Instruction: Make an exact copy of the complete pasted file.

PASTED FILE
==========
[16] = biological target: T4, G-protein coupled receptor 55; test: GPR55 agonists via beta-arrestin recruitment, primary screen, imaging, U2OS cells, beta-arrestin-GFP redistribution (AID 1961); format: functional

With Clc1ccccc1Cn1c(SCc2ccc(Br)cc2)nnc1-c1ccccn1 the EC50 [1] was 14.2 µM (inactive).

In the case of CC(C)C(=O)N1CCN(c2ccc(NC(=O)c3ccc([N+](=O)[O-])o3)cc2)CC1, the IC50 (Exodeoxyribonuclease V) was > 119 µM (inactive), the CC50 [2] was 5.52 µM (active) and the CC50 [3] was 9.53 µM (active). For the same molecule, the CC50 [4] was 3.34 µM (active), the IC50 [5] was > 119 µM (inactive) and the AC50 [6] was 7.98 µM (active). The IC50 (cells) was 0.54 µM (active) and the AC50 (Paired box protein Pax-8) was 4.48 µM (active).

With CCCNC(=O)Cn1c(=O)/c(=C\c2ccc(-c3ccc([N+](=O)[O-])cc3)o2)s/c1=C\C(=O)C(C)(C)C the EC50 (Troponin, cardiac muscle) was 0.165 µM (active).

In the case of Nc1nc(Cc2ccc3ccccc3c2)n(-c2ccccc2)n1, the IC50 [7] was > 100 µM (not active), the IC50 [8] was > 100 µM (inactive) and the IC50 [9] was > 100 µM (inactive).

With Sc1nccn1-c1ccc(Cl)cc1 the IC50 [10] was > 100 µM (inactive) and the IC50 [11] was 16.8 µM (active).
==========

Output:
[16] = biological target: T4, G-protein coupled receptor 55; test: GPR55 agonists via beta-arrestin recruitment, primary screen, imaging, U2OS cells, beta-arrestin-GFP redistribution (AID 1961); format: functional

With Clc1ccccc1Cn1c(SCc2ccc(Br)cc2)nnc1-c1ccccn1 the EC50 [1] was 14.2 µM (inactive).

In the case of CC(C)C(=O)N1CCN(c2ccc(NC(=O)c3ccc([N+](=O)[O-])o3)cc2)CC1, the IC50 (Exodeoxyribonuclease V) was > 119 µM (inactive), the CC50 [2] was 5.52 µM (active) and the CC50 [3] was 9.53 µM (active). For the same molecule, the CC50 [4] was 3.34 µM (active), the IC50 [5] was > 119 µM (inactive) and the AC50 [6] was 7.98 µM (active). The IC50 (cells) was 0.54 µM (active) and the AC50 (Paired box protein Pax-8) was 4.48 µM (active).

With CCCNC(=O)Cn1c(=O)/c(=C\c2ccc(-c3ccc([N+](=O)[O-])cc3)o2)s/c1=C\C(=O)C(C)(C)C the EC50 (Troponin, cardiac muscle) was 0.165 µM (active).

In the case of Nc1nc(Cc2ccc3ccccc3c2)n(-c2ccccc2)n1, the IC50 [7] was > 100 µM (not active), the IC50 [8] was > 100 µM (inactive) and the IC50 [9] was > 100 µM (inactive).

With Sc1nccn1-c1ccc(Cl)cc1 the IC50 [10] was > 100 µM (inactive) and the IC50 [11] was 16.8 µM (active).